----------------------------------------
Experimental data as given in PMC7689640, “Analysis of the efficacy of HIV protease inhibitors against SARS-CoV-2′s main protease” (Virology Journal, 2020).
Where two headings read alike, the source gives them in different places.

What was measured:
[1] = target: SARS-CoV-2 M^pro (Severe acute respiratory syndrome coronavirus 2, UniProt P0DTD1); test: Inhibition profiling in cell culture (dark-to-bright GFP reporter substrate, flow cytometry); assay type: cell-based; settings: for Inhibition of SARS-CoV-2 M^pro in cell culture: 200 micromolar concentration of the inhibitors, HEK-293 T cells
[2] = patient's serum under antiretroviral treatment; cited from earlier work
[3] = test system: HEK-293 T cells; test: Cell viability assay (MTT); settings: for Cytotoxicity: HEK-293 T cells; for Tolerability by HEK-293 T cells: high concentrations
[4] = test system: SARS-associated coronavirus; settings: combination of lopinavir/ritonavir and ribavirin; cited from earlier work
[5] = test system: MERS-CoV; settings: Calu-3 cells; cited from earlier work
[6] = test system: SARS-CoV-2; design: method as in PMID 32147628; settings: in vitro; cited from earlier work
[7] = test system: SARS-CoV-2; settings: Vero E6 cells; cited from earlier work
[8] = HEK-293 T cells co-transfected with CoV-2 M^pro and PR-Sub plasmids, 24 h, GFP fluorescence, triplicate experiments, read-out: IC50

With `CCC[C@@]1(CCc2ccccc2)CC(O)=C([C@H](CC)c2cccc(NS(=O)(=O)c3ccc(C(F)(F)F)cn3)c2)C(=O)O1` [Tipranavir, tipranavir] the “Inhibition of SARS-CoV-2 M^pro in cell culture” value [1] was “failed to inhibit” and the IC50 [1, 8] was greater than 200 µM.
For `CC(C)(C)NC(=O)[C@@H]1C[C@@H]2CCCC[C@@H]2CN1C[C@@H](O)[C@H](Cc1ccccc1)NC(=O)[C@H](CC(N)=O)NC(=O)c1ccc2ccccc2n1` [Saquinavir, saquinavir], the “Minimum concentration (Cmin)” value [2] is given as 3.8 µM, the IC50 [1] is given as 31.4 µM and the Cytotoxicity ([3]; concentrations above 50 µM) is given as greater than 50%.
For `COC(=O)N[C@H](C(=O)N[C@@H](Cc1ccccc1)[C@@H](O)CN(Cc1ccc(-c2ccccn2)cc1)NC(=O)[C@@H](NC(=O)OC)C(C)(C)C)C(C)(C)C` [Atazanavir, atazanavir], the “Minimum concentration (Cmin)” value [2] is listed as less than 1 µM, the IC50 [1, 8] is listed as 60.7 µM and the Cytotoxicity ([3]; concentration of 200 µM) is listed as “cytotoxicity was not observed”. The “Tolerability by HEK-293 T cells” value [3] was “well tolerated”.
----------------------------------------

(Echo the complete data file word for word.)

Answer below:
Experimental data as given in PMC7689640, “Analysis of the efficacy of HIV protease inhibitors against SARS-CoV-2′s main protease” (Virology Journal, 2020).
Where two headings read alike, the source gives them in different places.

What was measured:
[1] = target: SARS-CoV-2 M^pro (Severe acute respiratory syndrome coronavirus 2, UniProt P0DTD1); test: Inhibition profiling in cell culture (dark-to-bright GFP reporter substrate, flow cytometry); assay type: cell-based; settings: for Inhibition of SARS-CoV-2 M^pro in cell culture: 200 micromolar concentration of the inhibitors, HEK-293 T cells
[2] = patient's serum under antiretroviral treatment; cited from earlier work
[3] = test system: HEK-293 T cells; test: Cell viability assay (MTT); settings: for Cytotoxicity: HEK-293 T cells; for Tolerability by HEK-293 T cells: high concentrations
[4] = test system: SARS-associated coronavirus; settings: combination of lopinavir/ritonavir and ribavirin; cited from earlier work
[5] = test system: MERS-CoV; settings: Calu-3 cells; cited from earlier work
[6] = test system: SARS-CoV-2; design: method as in PMID 32147628; settings: in vitro; cited from earlier work
[7] = test system: SARS-CoV-2; settings: Vero E6 cells; cited from earlier work
[8] = HEK-293 T cells co-transfected with CoV-2 M^pro and PR-Sub plasmids, 24 h, GFP fluorescence, triplicate experiments, read-out: IC50

With `CCC[C@@]1(CCc2ccccc2)CC(O)=C([C@H](CC)c2cccc(NS(=O)(=O)c3ccc(C(F)(F)F)cn3)c2)C(=O)O1` [Tipranavir, tipranavir] the “Inhibition of SARS-CoV-2 M^pro in cell culture” value [1] was “failed to inhibit” and the IC50 [1, 8] was greater than 200 µM.
For `CC(C)(C)NC(=O)[C@@H]1C[C@@H]2CCCC[C@@H]2CN1C[C@@H](O)[C@H](Cc1ccccc1)NC(=O)[C@H](CC(N)=O)NC(=O)c1ccc2ccccc2n1` [Saquinavir, saquinavir], the “Minimum concentration (Cmin)” value [2] is given as 3.8 µM, the IC50 [1] is given as 31.4 µM and the Cytotoxicity ([3]; concentrations above 50 µM) is given as greater than 50%.
For `COC(=O)N[C@H](C(=O)N[C@@H](Cc1ccccc1)[C@@H](O)CN(Cc1ccc(-c2ccccn2)cc1)NC(=O)[C@@H](NC(=O)OC)C(C)(C)C)C(C)(C)C` [Atazanavir, atazanavir], the “Minimum concentration (Cmin)” value [2] is listed as less than 1 µM, the IC50 [1, 8] is listed as 60.7 µM and the Cytotoxicity ([3]; concentration of 200 µM) is listed as “cytotoxicity was not observed”. The “Tolerability by HEK-293 T cells” value [3] was “well tolerated”.